On the other side of the street: Lori’s story
Lori Issenman will tell you that she’s grown up at Hamilton Health Sciences (HHS). And it’s kind of true: she’s spent more years of her life working for the hospital than not. Her career has spanned many roles, beginning as a social worker out of school and, in recent years, becoming director for the child and youth mental health program at McMaster Children’s Hospital. The only role she hadn’t filled was that of a patient. One night, in a matter of hours, that changed.
In the middle of the night in late 2015, Lori awoke in the hotel room in Toronto where she was attending a conference. She rose out of bed and fell to the ground. Again, she tried to stand and fell. To avoid further falls, she made her way back to bed.
It wasn’t until she lost feeling in the left side of her body that Lori realized she had had a stroke. She immediately called her husband, who called 9-1-1. Paramedics rushed Lori to St. Michael’s Hospital in Toronto, where clinicians determined that she’d suffered a significant stroke. In a matter of hours, her entire life had changed and, having worked in health care her entire life, she could see the struggle that lie ahead of her.
After her stay in the stroke unit at St. Michael’s, Lori was transferred to HHS’ Regional Rehabilitation Centre at the Hamilton General Hospital campus. As she sat in her room, she saw the irony in her situation. Through the window and across the street sat the brand new Ron Joyce Children’s Health Centre where, just weeks before, Lori stood amongst her colleagues to celebrate the building’s grand opening. Then, she had a very different perspective. She had just begun her new role as director of the child & youth mental health program. Vividly, she remembers gazing out toward the Regional Rehab Centre and feeling a sense of excitement to be part of the growing downtown campus. She was healthy and active.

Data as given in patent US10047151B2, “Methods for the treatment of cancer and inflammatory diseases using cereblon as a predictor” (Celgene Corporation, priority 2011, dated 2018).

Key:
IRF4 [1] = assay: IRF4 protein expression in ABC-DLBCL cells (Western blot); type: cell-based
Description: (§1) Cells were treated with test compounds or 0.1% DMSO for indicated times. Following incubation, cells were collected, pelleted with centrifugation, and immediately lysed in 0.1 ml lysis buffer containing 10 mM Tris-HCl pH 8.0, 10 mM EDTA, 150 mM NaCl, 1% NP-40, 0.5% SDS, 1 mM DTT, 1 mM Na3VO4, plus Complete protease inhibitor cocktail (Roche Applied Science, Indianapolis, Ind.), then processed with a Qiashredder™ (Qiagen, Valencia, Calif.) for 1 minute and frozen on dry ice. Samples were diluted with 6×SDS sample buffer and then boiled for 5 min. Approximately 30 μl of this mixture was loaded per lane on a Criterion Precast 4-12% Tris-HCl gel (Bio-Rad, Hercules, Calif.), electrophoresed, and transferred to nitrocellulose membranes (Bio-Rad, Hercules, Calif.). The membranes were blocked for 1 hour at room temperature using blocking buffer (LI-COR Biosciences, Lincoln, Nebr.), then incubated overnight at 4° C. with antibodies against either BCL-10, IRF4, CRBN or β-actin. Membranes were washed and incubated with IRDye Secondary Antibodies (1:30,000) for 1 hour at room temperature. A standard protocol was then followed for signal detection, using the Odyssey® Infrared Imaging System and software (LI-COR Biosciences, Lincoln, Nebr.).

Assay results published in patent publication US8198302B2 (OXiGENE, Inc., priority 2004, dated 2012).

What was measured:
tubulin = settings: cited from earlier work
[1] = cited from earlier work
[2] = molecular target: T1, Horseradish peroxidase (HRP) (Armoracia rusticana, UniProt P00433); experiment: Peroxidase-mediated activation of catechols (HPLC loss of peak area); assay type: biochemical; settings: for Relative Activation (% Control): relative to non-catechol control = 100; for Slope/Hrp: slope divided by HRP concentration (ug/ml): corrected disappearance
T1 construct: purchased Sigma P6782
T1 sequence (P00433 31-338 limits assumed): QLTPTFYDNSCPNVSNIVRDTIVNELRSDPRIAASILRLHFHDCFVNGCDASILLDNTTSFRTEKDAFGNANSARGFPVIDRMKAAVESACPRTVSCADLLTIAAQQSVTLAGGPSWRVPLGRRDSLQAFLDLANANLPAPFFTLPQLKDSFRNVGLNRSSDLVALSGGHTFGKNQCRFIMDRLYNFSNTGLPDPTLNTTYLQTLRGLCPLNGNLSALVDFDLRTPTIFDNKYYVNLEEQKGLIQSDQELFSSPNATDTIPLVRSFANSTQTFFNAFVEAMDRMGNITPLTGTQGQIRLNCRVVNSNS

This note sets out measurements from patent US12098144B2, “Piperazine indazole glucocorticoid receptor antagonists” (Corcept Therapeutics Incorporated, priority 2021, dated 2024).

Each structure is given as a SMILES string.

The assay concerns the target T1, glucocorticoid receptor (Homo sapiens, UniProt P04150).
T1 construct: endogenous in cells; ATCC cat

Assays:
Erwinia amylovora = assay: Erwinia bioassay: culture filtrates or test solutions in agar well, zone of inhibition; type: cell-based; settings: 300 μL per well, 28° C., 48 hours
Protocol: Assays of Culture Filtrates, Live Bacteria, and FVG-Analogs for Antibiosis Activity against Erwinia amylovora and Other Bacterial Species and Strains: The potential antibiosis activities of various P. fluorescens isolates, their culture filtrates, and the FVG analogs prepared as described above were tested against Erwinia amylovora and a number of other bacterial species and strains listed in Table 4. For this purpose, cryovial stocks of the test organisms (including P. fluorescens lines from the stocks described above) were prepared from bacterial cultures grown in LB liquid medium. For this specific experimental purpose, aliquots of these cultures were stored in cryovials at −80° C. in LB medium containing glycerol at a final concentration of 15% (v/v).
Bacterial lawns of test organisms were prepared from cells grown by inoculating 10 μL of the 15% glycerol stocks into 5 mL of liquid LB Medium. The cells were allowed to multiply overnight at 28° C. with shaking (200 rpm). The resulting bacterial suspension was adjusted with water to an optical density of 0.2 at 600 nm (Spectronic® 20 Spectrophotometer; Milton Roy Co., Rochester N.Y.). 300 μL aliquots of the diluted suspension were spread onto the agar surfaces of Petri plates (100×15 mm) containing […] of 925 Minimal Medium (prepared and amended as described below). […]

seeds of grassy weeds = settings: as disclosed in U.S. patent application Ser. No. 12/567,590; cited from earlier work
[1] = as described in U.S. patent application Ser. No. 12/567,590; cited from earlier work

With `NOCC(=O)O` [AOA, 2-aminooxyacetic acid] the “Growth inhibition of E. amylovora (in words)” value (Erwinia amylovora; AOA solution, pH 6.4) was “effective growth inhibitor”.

It was a dizzying and devastating thought, to see how life had so abruptly changed lanes. Yet, even as she sat on the opposite side of the street staring across at her former reality, Lori felt determined.
“There’s a powerlessness that comes with being a patient,” she says. “But I had goals, and I was pursuing them with the support of a team of healthcare professionals who showed true care and kindness.”
Lori spent two weeks receiving intensive therapy at the RRC, followed by four months of outpatient care. Just seven months after her stroke she was back to work, a transition she said was eased immensely by the support and patience of her colleagues.
She’s picked up where she left off. Literally and figuratively, she’s crossed the road and come back again. But the experience of her stroke still sits with her. Physical effects aside, Lori says her experience with illness has changed how she approaches work and life.
“After 30 years working at HHS, I was having the patient experience firsthand,” says Lori. “Now, when someone tells me about their experience with illness, I feel a flash of empathy. I can truly put myself in their shoes.
To the public, Lori has one message: “Know the signs: if you suspect stroke, don’t wait to call 9-1-1.”